In 2010–2011 the author researched the pilot lifestyle using sleep/activity logs and an on-line questionnaire. The fifty-four question on-line questionnaire generated 433 responses. Many of the questions allowed free-text answers. The sleep/activity logs (SLOGs) generated a significant amount of data. One-hundred and thirty-three pilots kept a sleep-diary for three weeks. SLOGs contained up to 9,000 words of description. Pilots described their working life and home life. Finally, half a dozen pilots were interviewed. The longest interview took two hours. Responses were taped and transcribed.

Although participants were subject to the relatively strict Flight Time Limitation/Flight Duty Period (FTL/FDP) regulations that applied at the time (like the United Kingdom’s CAP371 FTL/FDP standard), the data revealed that pilots routinely experienced acute and chronic fatigue. If that was the situation under relatively strict FTL/FDP regulations like CAP371, what might happen under more relaxed regulations like those proposed by the European Aviation Safety Agency?

A Change for the Better?

In July 2008 the European Aviation Safety Agency (EASA) introduced EU OPS 1 Subpart Q. Intended to be the EU-wide FTL regulation, it was rejected by countries with more stringent FTLs. In a political compromise these countries were allowed to retain their FTLs:

As this new scheme … was considered by the UK and a number of other EU states to set standards well below those required by their current legislation, EASA issued a derogation permitting the UK to continue using CAP371 and for other states to continue using their current schemes if more restrictive that Subpart Q (Rickard, 2010).

By the early Spring of 2011 EASA had received some 30,000 comments from across Europe on its proposed new FTL/FDP scheme. The Agency took months to digest the feedback, publishing its Comment-Response Document 2010–14 on 18 January 2012. Discussions reached a crescendo. In a sharply polarised debate the European Cockpit Association (ECA) argued against ← 4 | 5 → the proposals (in, for example, its 2012 Barometer on Pilot Fatigue) while the Association of European Airlines (AEA), the International Air Carrier Association (IACA) and European Regional Airlines Association (ERA) argued for the proposals.3 ERA (2013a) claimed:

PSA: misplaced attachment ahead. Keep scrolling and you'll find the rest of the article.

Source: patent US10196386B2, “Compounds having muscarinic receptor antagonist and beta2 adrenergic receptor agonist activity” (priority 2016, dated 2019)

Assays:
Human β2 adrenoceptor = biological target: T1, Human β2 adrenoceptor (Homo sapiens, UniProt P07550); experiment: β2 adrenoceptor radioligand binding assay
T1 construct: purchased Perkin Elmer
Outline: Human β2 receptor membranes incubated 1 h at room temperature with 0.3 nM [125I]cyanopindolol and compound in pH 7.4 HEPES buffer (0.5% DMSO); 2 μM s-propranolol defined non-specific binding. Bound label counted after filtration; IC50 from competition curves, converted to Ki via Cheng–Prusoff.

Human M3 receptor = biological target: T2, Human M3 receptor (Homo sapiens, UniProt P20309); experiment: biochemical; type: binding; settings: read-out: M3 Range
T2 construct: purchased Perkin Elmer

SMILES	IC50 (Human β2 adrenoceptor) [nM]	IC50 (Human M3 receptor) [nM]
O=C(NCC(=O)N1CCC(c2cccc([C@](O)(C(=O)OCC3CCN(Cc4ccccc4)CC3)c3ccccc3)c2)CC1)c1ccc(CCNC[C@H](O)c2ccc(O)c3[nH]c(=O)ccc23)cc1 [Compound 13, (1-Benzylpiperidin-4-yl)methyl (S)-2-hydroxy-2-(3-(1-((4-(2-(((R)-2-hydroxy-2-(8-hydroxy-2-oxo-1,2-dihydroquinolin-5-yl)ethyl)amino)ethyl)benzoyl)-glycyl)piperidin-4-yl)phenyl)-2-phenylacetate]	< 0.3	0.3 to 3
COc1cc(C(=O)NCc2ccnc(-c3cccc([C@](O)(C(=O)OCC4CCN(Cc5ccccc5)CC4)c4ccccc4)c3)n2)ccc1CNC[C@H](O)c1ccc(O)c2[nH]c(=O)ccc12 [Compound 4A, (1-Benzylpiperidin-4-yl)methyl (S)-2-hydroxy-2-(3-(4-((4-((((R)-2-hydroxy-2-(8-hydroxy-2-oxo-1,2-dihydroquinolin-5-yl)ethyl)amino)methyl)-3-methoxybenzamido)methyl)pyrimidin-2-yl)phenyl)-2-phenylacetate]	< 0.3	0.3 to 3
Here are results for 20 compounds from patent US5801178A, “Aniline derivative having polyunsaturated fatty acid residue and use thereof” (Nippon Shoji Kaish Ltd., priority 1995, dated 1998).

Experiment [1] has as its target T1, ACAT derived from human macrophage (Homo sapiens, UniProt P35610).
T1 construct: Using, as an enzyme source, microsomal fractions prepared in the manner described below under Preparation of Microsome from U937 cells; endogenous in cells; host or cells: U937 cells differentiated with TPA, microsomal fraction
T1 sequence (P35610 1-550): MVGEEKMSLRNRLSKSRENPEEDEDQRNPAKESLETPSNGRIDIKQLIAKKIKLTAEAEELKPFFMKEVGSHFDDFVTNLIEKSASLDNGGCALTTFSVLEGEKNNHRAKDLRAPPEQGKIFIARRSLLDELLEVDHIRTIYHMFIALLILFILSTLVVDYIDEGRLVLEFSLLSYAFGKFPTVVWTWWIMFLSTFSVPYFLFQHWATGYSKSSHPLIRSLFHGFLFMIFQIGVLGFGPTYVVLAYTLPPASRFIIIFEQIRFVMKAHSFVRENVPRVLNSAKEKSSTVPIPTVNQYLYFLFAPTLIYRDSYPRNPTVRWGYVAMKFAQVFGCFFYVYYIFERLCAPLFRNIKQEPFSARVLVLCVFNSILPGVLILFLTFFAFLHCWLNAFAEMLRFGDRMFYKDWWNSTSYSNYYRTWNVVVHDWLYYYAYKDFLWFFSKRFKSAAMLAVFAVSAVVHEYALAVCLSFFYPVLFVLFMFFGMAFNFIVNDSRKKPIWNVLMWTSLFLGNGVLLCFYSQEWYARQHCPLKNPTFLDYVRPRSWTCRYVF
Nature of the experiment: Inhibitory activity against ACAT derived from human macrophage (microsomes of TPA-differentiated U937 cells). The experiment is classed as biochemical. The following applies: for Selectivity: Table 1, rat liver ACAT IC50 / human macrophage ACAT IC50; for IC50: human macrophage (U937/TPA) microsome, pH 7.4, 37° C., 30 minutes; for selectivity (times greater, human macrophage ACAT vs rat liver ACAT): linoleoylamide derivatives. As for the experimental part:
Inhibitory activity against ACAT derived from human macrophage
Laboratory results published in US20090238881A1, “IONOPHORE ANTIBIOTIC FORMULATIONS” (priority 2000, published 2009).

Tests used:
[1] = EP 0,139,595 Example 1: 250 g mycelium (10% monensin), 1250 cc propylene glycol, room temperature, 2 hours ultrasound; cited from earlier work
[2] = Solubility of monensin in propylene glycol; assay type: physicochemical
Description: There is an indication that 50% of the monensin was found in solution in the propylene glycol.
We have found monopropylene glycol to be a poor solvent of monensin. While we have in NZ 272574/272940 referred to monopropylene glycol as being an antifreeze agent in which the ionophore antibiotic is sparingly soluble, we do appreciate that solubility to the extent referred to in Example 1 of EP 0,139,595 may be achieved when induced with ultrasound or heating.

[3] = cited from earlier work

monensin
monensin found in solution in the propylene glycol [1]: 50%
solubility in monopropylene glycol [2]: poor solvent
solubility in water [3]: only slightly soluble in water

ISBN (Softcover)
Publication date
2014 (February)
Pilot livestile work conditions airlines stress, workplace
Oxford, Bern, Berlin, Bruxelles, Frankfurt am Main, New York, Wien, 2014. 283 pp., num. tables

Biographical notes

Simon Bennett (Author)

Simon Bennett has a Bachelor of Arts in Public Administration from Sheffield City Polytechnic, a Masters in Communication and Technology and a PhD in the Sociology of Scientific Knowledge from Brunel University, London. He has taught risk management at the University of Leicester for seventeen years. He works as a consultant to the aviation industry where he specialises in flight-deck human factors (teamwork, communication, leadership, morale, hierarchy, stress, fatigue, etc.). He has published in numerous academic journals and aviation periodicals. His books include Human Error – by Design?, A Sociology of Commercial Flight Crew, After Hubris, Nemesis: Why Flag Carriers Fail and Innovative Thinking in Risk, Crisis and Disaster Management. Before entering academia the author managed an IT department in London.


Title: How Pilots Live
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294 pages